Did Ambien kill four Air Force special operators returning from a classified five-hour spy-plane mission in February?
The four – two special-ops pilots and two sensor operators – were aboard a perfectly-functioning Air Force aircraft as it prepared for a night-time landing at Ambouli International Airport in Djibouti, Africa.
On final approach, the aircraft, call sign Ratchet 33, entered an ever-steepening, ever faster dive, despite audible warnings:
— Seven seconds before the crash, the U-28 spy plane was 1,600 feet above the ground and diving at 5,400 feet per minute. Its Enhanced Ground Proximity Warning System blared “Sink Rate, Sink Rate” into the crew’s headsets. But the two pilots apparently did nothing.
— Three seconds later, the plane was at 1,100 feet and diving at 8,000 feet per minute. The ground proximity warning system again warned the crew: “Pull up. Pull up.” Again, the crew did nothing.
— Four seconds later, the plane crashed five miles southwest of the Djibouti airport, diving at 11,752 feet – nearly two miles — per minute.
“All four aircrew members,” an Air Force investigation into the crash released last week said, “died instantly upon impact.”
How could this happen?
Here is the official conclusion of the investigation, led by Air Force Brigadier General Timothy Leahy:
The MC [mishap crew] never lost control of the aircraft; there are no indications of mechanical malfunction; and there are no indications the crew took any actions to control or arrest the descent rate and nose down attitude. I find that the clear and convincing evidence indicates the cause of the mishap was unrecognized spatial disorientation.
Well, OK. But how did the “unrecognized spatial disorientation” — meaning the two highly-trained pilots, with more than 3,500 flight hours between them (and more than half of that flown on combat missions) had no idea where they were — happen?
The investigation lists several possible factors, but these two are among the most intriguing:
— The pilot – the one that the Air Force believes was in control of the aircraft – had been given Ambien the day before the doomed mission, and apparently had taken one the night before the flight. The FDA says Ambien can cause a wide range of side effects, among them “confusion…decreased cognition…[and] difficulty concentrating.”
— His co-pilot, on the first mission of his deployment, had arrived in Africa 48 hours earlier from nine time zones away. The Air Force concluded he could have been suffering from “acute fatigue” that “could have delayed a necessary response in a situation where a time-critical decision had to be made.”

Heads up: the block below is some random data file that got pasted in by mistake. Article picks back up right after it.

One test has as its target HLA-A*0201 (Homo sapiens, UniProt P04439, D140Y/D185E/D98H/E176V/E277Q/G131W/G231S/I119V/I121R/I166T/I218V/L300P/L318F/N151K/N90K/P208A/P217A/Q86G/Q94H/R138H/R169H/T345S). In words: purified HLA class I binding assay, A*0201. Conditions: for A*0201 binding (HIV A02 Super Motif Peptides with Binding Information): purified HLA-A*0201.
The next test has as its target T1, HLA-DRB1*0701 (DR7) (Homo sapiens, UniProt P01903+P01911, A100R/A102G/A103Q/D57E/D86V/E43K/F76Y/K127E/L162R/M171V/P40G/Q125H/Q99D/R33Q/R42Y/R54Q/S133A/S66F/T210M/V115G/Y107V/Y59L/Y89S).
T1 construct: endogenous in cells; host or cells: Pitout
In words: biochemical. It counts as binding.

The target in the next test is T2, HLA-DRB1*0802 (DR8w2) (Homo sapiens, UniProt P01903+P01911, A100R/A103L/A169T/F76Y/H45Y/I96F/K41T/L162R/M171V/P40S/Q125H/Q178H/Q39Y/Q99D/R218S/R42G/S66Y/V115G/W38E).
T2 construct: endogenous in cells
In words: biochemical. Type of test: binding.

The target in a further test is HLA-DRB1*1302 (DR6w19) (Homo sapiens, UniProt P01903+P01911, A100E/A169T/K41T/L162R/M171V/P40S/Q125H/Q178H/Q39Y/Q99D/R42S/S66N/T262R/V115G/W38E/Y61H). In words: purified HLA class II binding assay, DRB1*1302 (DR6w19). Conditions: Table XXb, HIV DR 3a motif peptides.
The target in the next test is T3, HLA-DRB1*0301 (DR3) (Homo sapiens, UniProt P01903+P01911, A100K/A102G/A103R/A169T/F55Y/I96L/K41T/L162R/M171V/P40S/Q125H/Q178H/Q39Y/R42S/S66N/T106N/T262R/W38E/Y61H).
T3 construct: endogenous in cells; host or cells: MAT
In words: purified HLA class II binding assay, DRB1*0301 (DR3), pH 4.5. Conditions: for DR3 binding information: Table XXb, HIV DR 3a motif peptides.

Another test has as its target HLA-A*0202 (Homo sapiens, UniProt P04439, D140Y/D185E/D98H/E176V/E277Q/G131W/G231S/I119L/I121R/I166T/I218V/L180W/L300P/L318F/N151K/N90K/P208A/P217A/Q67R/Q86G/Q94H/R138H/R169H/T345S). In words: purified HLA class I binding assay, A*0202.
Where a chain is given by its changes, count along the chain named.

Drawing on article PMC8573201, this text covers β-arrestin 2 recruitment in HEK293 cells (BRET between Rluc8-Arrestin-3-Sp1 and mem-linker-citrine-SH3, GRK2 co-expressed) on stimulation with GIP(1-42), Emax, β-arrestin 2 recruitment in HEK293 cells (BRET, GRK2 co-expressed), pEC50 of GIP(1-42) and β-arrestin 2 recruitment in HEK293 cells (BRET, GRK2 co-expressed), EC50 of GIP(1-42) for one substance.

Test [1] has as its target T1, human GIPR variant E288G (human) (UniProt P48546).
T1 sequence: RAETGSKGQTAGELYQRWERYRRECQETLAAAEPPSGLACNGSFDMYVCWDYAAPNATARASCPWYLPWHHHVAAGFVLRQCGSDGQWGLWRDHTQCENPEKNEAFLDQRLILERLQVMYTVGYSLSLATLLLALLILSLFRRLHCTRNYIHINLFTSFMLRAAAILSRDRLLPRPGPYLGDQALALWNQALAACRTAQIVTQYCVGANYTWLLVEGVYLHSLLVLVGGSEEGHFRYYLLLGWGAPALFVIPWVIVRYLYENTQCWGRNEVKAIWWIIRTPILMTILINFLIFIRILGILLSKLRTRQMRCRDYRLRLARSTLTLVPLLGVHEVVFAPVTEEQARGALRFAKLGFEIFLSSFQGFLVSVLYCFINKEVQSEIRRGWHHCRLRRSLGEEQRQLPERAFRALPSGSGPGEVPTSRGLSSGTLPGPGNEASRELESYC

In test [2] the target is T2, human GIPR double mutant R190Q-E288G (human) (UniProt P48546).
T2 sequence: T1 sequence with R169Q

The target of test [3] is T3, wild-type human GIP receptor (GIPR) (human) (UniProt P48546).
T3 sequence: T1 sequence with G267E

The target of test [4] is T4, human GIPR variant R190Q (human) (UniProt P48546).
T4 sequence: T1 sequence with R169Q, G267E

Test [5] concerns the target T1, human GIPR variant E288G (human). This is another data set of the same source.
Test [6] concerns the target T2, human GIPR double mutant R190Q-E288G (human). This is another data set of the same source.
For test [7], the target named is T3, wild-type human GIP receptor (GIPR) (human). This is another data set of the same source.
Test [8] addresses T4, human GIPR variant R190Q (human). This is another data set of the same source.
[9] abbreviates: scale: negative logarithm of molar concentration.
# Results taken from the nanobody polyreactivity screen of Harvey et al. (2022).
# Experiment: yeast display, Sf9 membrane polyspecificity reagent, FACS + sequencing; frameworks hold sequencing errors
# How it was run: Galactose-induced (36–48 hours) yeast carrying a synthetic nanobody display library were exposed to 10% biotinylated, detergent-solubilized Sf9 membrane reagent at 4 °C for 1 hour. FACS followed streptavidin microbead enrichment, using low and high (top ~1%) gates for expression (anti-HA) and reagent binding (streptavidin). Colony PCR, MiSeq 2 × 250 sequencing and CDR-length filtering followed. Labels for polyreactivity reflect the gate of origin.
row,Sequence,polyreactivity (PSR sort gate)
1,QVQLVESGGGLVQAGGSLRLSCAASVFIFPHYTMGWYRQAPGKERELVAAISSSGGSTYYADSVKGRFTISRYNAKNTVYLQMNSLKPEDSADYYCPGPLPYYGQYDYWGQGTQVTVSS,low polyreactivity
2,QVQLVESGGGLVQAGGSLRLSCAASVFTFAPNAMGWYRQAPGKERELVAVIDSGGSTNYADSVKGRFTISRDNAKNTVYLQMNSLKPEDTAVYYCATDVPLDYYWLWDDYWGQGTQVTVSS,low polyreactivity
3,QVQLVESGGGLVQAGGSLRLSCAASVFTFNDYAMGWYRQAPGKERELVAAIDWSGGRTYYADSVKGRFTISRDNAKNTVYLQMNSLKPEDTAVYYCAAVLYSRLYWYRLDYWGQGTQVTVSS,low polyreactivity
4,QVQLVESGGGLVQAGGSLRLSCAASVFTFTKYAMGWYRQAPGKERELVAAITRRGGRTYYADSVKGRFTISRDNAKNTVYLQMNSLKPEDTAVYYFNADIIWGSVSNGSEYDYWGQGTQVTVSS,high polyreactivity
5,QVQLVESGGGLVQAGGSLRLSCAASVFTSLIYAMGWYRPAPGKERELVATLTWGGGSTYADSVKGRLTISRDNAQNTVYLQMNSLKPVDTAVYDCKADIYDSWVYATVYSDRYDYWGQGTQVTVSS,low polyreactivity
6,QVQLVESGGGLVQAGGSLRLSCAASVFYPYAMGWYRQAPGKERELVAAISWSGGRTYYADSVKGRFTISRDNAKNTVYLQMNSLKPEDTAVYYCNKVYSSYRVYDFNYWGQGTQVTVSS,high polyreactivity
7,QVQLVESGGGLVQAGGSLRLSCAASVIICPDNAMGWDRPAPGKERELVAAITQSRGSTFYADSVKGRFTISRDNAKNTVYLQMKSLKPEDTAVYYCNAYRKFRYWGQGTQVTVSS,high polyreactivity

Such are the complications of the U.S. military’s around-the-world, around-the-clock, war on terror. “At the time of the mishap, the 34 ESOS [Expeditionary Special Operations Squadron] was running operations 24 hours a day, seven days a week,” the crash investigation noted. “The operations tempo was robust with 16 sorties spread out over every 24 hour period.” On Friday, the Washington Post detailed the increasing activity at this isolated outpost, known as Camp Lemonnier, in the Horn of Africa.
The Swiss-built U-28 is a $14.5 million single-engine turboprop aircraft based on the civilian Pilatus PC-12. It provides intelligence, surveillance and reconnaissance capabilities in support of special operations forces. The February crash was the first among the 20-plane fleet.
The mishap crew consisted of the pilot, Captain Ryan Hall, 30; copilot, Captain Nicholas Whitlock, 29; the combat systems officer, 1st Lt. Justin J. Wilkens, 26; and Senior Airman Julian S. Scholten, 26, the tactical systems officer. A website has been established in their memory.
More than 2,000 people gathered to honor them in a memorial service at Hulburt Field, Fla., home of Air Force Special Operations Command, 10 days after the accident. “Today we grieve, tomorrow we take to the skies and soar,” said Colonel Jeffrey Kruse, commander of the 361st Intelligence, Surveillance and Reconnaissance Group. “Today we feel loss, but because of Ratchet 33, tomorrow, instead of loss, we have the promise of victory.”
The crash investigators’ evidence was sparse: “With no eyewitness accounts, surviving aircrew members, emergency radio calls or `black box’ recordings, the specific reason for the spatial disorientation cannot be determined,” the investigation said. The only personnel who participated in the pre-flight briefing were the four men who perished.